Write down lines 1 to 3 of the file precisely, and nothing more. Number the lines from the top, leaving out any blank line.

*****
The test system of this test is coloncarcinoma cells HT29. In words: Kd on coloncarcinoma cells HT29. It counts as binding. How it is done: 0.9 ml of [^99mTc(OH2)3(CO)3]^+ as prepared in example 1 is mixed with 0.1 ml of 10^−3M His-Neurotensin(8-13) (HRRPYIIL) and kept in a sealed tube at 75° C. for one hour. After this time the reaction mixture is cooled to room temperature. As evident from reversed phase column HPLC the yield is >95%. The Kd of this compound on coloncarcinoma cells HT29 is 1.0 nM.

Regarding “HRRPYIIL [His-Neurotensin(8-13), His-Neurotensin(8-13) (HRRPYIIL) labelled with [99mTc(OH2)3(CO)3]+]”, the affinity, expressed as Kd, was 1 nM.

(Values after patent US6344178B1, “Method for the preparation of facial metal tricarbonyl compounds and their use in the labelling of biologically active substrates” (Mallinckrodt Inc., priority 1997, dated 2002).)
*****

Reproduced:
The test system of this test is coloncarcinoma cells HT29. In words: Kd on coloncarcinoma cells HT29. It counts as binding. How it is done: 0.9 ml of [^99mTc(OH2)3(CO)3]^+ as prepared in example 1 is mixed with 0.1 ml of 10^−3M His-Neurotensin(8-13) (HRRPYIIL) and kept in a sealed tube at 75° C. for one hour. After this time the reaction mixture is cooled to room temperature. As evident from reversed phase column HPLC the yield is >95%. The Kd of this compound on coloncarcinoma cells HT29 is 1.0 nM.

Regarding “HRRPYIIL [His-Neurotensin(8-13), His-Neurotensin(8-13) (HRRPYIIL) labelled with [99mTc(OH2)3(CO)3]+]”, the affinity, expressed as Kd, was 1 nM.

(Values after patent US6344178B1, “Method for the preparation of facial metal tricarbonyl compounds and their use in the labelling of biologically active substrates” (Mallinckrodt Inc., priority 1997, dated 2002).)